US President Joe Biden refuses to extend stay against wishes of some G7 countries.
TRENTON, Canada (AA) – Canada will remain in Afghanistan past the US deadline of Aug. 31 if possible, Prime Minister Justin Trudeau said Tuesday.
“We’re going to continue to work every single day to get as many people out alongside our allies,” he said during an election campaign stop in Hamilton, Ontario. “The commitment by our fellow G7 nations is clear: we’re all going to work together to save as many people as possible.”
His remarks came despite US President Joe Biden’s refusal to keep American troops in the beleaguered county after month’s end, even though he was urged to do so at a G7 virtual meeting Tuesday.
America has by far the most military personnel in Afghanistan, and other countries depend on the US presence. There is chaos at Kabul airport as countries try to airlift out Afghans who helped the US and its allies during the two-decade-long stay in Afghanistan, including drivers, cooks and interpreters.
Reports say that some G7 countries, including France and the UK, were pushing for an extension on the US deadline due to the rapid advance of the Taliban and its takeover of the country.
But in the end, the US president said no, possibly because the Americans and the Taliban had agreed that the US would quit Afghanistan by Aug. 31.
Thousands of Afghans are outside Kabul airport, desperately trying to be evacuated because they fear the Taliban will brand them as traitors and kill them because they helped the allies. About a dozen countries are attempting to evacuate the threatened Afghans and their families.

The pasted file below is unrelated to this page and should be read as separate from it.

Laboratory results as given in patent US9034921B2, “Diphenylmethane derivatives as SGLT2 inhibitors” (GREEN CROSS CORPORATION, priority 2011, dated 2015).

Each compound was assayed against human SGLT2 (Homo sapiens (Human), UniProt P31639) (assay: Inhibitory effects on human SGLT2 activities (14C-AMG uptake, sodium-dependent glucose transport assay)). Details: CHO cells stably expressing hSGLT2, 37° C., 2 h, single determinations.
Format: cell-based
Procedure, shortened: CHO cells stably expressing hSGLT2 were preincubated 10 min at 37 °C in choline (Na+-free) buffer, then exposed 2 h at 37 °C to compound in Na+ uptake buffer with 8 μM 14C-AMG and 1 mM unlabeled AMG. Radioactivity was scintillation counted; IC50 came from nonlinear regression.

Trudeau said the Taliban’s takeover would mean evaluating Canadian aid dollars to Afghanistan.
“That is absolutely something we’re looking at right now, obviously, with the Taliban in control of the country,” he said. “Our regular aid, investments and agencies need to be looked at carefully to make sure we are not supporting, indirectly, the Taliban.”
Thousands have been evacuated from about a dozen countries to date. Turkish President Recep Tayyip Erdogan said as of last week Turkey had flown out about 550 citizens.
The US had evacuated 48,000 people as of Aug. 23. Canada airlifted out 500 on Monday, Canadian Defense Minister Harjit Sajjan tweeted.